STAFF absences at Cumbria County Council are ‘very disappointing’ with calls made to ‘discipline or dismiss’ those abusing the system, a meeting has heard.

Cllr Phil Dew claimed some employees ‘made a career out of being sick’ yet there was a ‘culture of tolerance’ of staff sickness in the public sector, he said.

It followed an admission that a target to improve staff attendance at the county council during 2018-19 had been missed ‘yet again,’ he said.

The figures show that the council set a target for 10 working days lost but, on average, staff had 12.4 days off.

However, his remarks prompted a cutting response from council officials who challenged him to back up his statements with evidence.

The debate was sparked as the Conservative councillor for Kirkby Stephen questioned Cllr Janet Willis, the Liberal Democrat cabinet member for transformation.

Cllr Dew said staff being off ill impacted on the public using services and heaped pressure on those left behind to plug the gaps.

“Can you assure me that this administration has the determination necessary to address this chronic problem – providing support and understanding where required but also disciplining or even dismissing those who habitually and persistently abuse the system, and to be truthful, making a career out of being sick,” said Cllr Dew.

“My concern is that in public institutions there is often a culture of tolerance towards workplace absence which is hard to justify. Such absences impact not just on service users but also on colleagues who have to provide cover,” said Cllr Dew.

Cllr Willis said the council took the issue of staff absences ‘very seriously,’ and that a panel of councillors was scrutinising the issue very closely.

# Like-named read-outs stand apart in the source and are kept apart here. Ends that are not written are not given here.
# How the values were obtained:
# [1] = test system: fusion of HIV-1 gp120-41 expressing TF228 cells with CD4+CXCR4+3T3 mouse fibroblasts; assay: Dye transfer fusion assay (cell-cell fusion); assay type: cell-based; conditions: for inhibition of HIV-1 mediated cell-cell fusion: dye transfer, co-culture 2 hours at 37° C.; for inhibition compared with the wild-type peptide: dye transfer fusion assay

The council now had more reliable data than ever before to help managers at the authority tackle the issue, she said.

Cllr Willis told him: “I do not feel it is appropriate to make comments that people are making a career out of absence.

“If you have evidence of that, please bring it to me and I will look into it. It’s for individual managers to manage. If you think that is not happening, and you have evidence of that, then I think it would be appropriate to bring it to me as the cabinet member and not make such announcements in public.”

Cllr Bill Wearing, chairman of the county council’s scrutiny management board, reassured councillors that the issue was firmly on its radar.

“The issue of management of staff absences will be looked at in detail in a deep dive,” said Cllr Wearing.

In December, it was found that sickness cost the county council an estimated £6million a year.

Yet back then, managers stressed that 90 per cent of the 5,500 workforce had full attendance, while some had long-term serious illnesses.

Previously, council bosses have pointed out that more than 2,000 staff are employed in the authority’s care arm.

The sector has strict rules about staff not passing on illnesses to vulnerable people in care homes.

Staff with flu-like illnesses were obliged to stay off for at least 48 hours after the symptoms had passed.

Six months ago, Paul Robinson, the council’s assistant director for organisational change, challenged the use of Tory councillor saying some staff were “skiving.”

Mr Robinson said :”I genuinely don’t think we have a culture of skiving. I am confident the county council has a genuine understanding of whether someone is genuinely ill and where some of the workplace environment is causing people to be off, whether that’s anxiety, stress or musculoskeletal issues.”